‘U.N. Conference on Desertification’ currently being held in Nairobi, Kenya, from 29 August to 9 September 1977, is a first step towards comprehensive assessment and action about the spread of deserts. This conference was called at a relatively short notice, in the wake of the long drought in the Sahelian region of Africa. Beginning in 1968 the countries along the southern border of the Sahara endured six years of a killing drought. It caused experts and Governments to fear that some basic change has occurred in the climate of the region and that desert was expanding southward. Concerned over this grave situation the United Nations General Assembly, in a resolution adopted in 1974, called for International co—operation ‘to stem the spread of desert’ and to discuss and co—ordinate these measures. This Conference on Desertification is convened in response to the above call by the U.N. General Assembly.
About a third of the World’s lane surface is desert or semi desert, and about 15 per cent of the earth’s people live there. But little is known yet about how deserts are created and grow, what role they play in bio—spheric organization, and how best we can fit them into a human order of things.
Historically, they are areas where no civilization could endure; only the hardy nomad has braved its rigours over the centuries, fitting his sinewy life to its harshness with much ingenuity but little profit. But the world must now take note of the possibility of desert areas. The UN. Conference on Desertification will review the climate and desertification; the ecological change and desertification; population, society and desertification; and technology and desertification. Review of the processes and causes of desertification will also include case studies financed by the UNDP which are being made under the supervision of UNESCO and designed to present typical examples of desertification processes and suggesting measures to combat them.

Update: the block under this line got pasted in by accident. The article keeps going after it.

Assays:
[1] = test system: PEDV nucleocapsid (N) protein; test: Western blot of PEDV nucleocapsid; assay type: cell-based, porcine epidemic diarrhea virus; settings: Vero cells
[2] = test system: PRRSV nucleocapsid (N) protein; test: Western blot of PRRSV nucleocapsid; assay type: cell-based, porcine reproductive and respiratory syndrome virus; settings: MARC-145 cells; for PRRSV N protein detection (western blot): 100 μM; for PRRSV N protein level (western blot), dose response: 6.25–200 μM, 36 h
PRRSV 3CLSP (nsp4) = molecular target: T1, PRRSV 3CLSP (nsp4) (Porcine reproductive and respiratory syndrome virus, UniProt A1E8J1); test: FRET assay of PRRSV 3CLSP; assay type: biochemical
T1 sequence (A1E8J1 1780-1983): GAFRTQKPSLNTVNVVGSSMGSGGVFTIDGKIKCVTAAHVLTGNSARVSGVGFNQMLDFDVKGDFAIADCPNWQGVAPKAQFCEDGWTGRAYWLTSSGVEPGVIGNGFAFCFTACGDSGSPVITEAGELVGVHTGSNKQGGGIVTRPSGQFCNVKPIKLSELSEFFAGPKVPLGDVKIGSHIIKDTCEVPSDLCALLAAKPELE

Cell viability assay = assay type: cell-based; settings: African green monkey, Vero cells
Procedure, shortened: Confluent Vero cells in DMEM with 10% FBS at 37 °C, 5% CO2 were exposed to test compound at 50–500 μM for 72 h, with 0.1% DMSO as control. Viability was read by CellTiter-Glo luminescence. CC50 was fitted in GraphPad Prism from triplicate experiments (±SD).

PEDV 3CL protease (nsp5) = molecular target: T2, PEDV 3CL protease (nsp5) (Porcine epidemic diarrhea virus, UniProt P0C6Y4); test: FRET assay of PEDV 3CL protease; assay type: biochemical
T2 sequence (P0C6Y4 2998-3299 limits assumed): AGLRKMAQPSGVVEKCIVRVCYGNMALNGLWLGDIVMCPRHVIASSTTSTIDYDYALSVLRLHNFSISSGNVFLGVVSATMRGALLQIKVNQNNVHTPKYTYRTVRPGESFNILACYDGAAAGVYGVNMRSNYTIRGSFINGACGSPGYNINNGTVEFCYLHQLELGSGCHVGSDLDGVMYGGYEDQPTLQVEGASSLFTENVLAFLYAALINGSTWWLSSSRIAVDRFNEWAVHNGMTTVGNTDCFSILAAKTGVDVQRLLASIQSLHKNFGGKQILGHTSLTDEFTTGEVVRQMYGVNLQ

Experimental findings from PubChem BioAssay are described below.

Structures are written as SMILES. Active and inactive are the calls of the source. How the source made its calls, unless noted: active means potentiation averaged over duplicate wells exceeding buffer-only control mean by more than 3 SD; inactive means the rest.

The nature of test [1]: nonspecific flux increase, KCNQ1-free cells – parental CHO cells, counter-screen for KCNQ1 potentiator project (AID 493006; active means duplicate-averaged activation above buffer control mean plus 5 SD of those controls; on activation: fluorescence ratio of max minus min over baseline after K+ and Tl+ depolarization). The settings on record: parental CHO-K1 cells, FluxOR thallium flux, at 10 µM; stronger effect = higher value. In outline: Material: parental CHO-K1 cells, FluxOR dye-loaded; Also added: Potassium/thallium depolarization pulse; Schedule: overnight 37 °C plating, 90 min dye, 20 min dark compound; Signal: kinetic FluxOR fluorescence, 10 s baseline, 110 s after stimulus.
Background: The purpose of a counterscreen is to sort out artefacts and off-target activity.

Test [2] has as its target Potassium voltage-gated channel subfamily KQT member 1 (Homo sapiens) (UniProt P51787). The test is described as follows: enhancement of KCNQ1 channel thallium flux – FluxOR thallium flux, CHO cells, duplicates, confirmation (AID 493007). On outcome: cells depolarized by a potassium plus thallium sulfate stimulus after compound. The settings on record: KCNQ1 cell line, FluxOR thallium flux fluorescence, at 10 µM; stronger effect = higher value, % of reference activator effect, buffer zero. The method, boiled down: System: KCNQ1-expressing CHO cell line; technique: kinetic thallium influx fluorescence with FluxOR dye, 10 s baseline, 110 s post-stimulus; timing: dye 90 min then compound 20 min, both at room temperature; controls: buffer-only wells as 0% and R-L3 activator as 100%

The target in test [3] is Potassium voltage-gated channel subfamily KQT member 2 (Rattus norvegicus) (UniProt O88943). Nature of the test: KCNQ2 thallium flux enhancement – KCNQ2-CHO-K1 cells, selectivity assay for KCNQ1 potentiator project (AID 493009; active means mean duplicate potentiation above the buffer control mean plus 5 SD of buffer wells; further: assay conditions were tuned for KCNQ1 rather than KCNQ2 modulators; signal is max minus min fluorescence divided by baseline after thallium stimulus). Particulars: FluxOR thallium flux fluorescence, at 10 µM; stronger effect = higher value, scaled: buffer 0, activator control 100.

The case studies leading to desertization and desertification are being carried out in Pakistan and Iraq (Water logging and salinization of irrigated areas); Niger and North and North West India (Warm season rainfall). A few other countries such as the USSR, Iran, United States, Australia, China etc. are contributing associated case studies on the subject. The conference would also undertake six studies on the feasibility of international action to halt desert expansion and improve land use in areas that could be reclaimed.
Food and Agricultural Organization (FAQ) is also preparing World Desertification Map of areas affected or likely to be affected by desertification. ‘A Plan of Action’ to combat desertification will be presented to the Conference. The plan is designed to propose specific recommendations for immediate and long range action to arrest and, where possible, reverse the process of desertification.
A workshop on how to carry out the Plan of Action be held immediately after the conference for representatives of national governments and those engaged in the field of operations.
In order to mark this occasion Pakistan Post Office has brought out on 5 September 1977 a special commemorative stamp of 65-paisa denomination on UN Conference on Desertification.